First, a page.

1

I would like a query that groups the results together unless the value of job_num = 0 but I have been unable to work out how to do it.

This is my query as it stands (and doesn't work, I get a SQL error)...

SELECT SQL_CALC_FOUND_ROWS * FROM calls 
WHERE parent_id = '$term' GROUP BY IF (job_num != 0)
ORDER BY date_start DESC LIMIT $page_position, $item_per_page

I have tried replacing job_num != 0 with job_num IS NOT NULL and get the same result.

The rest of the query works fine until I tried to exclude the job_num != 0

This a simplified version of the table

id | call_ref | job_num
_______________________

1  | 123445   | 2389
_______________________

2  | 342537   | 0
_______________________

3  | 876483   | 2389
_______________________

4  | 644686   | 5643
_______________________

5  | 654532   | 0

I would like to group the rows where the job_num != 0 but I still want to display the rows where job_num = 0 just not grouped together. The call_ref is not unique and there are a further 31 columns in the table I need the values of.

Using the above example rows with ids 1 and 3 would be grouped and 2,4 and 5 would still return results but not grouped.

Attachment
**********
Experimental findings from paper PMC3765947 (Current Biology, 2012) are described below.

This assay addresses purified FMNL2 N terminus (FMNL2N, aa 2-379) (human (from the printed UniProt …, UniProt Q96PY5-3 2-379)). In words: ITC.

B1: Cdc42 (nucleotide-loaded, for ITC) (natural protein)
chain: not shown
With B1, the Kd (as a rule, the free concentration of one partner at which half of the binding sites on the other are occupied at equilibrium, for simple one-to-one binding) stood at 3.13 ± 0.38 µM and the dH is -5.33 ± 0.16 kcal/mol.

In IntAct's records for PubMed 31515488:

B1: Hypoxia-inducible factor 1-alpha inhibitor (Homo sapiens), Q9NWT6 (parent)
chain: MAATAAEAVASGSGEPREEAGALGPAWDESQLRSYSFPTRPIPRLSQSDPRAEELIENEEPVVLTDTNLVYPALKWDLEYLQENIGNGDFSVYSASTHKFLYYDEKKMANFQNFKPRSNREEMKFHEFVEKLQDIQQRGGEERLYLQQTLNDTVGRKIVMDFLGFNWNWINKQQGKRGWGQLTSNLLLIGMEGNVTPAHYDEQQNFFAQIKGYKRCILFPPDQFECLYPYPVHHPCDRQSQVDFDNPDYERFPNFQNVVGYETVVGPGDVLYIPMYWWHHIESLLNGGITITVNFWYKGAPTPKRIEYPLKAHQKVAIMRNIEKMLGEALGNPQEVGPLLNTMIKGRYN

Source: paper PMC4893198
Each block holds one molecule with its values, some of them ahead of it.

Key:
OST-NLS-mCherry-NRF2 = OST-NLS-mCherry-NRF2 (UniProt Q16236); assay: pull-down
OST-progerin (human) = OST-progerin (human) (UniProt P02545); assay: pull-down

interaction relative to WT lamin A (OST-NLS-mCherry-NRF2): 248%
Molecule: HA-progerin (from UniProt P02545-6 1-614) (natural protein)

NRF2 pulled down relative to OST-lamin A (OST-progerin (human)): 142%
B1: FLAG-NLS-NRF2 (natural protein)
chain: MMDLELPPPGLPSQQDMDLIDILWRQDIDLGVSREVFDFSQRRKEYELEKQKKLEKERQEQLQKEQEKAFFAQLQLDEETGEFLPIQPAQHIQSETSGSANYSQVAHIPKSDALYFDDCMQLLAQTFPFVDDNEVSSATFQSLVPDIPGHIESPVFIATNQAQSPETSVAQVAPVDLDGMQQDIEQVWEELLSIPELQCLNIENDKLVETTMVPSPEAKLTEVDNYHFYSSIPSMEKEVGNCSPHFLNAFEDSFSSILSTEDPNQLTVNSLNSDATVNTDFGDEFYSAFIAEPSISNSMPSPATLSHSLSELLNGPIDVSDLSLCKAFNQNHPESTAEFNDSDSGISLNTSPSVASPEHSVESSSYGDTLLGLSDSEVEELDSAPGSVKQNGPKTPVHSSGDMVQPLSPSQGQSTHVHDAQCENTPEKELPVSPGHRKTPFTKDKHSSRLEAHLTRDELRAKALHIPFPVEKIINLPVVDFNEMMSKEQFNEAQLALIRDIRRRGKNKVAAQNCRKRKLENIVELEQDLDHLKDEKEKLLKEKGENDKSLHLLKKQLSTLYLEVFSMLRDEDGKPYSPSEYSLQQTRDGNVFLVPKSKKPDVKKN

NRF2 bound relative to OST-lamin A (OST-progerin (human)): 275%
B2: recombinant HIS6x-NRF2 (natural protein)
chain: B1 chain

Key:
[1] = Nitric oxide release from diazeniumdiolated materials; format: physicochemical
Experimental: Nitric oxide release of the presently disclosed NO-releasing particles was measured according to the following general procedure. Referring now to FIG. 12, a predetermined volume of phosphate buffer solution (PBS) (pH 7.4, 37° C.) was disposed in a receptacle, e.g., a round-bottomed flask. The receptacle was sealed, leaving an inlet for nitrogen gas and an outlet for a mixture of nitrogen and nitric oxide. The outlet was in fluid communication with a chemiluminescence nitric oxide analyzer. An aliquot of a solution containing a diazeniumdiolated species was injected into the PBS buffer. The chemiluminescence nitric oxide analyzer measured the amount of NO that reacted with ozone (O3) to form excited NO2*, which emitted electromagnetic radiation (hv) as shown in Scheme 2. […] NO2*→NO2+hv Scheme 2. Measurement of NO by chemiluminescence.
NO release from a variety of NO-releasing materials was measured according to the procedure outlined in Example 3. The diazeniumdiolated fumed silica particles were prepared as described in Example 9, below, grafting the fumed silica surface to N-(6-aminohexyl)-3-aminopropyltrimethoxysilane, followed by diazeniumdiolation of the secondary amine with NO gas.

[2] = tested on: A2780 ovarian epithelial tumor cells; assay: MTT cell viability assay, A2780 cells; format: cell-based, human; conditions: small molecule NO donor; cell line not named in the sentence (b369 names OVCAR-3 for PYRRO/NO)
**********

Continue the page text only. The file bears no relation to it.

The results I would like...

1 and 3 grouped (because the job_nums are the same but != 0) 2, 4, 5 not grouped

  • 1
    Provide sample data and desired results. It is simply non-sensical to use select * with group by. – Gordon Linoff Oct 22 '16 at 15:34
  • why don't put job_num != 0 in where clause ? – McNets Oct 22 '16 at 15:38
  • @mcNets because ideally I'd like to display the results with job_num != 0, I just don't want the results with that value grouped together – tatty27 Oct 22 '16 at 15:44
  • @GordonLinoff the table has 34 columns so may take me a while... – tatty27 Oct 22 '16 at 15:46
  • @tatty27 . . . All unaggregated columns in the select should be in the group by. Your question is quite unclear. Sample data and desired results would help. – Gordon Linoff Oct 22 '16 at 15:50
1

Can you try it with UNION?

(SELECT SQL_CALC_FOUND_ROWS * FROM calls 
WHERE parent_id = '$term' where job_num != 0 GROUP BY (job_num)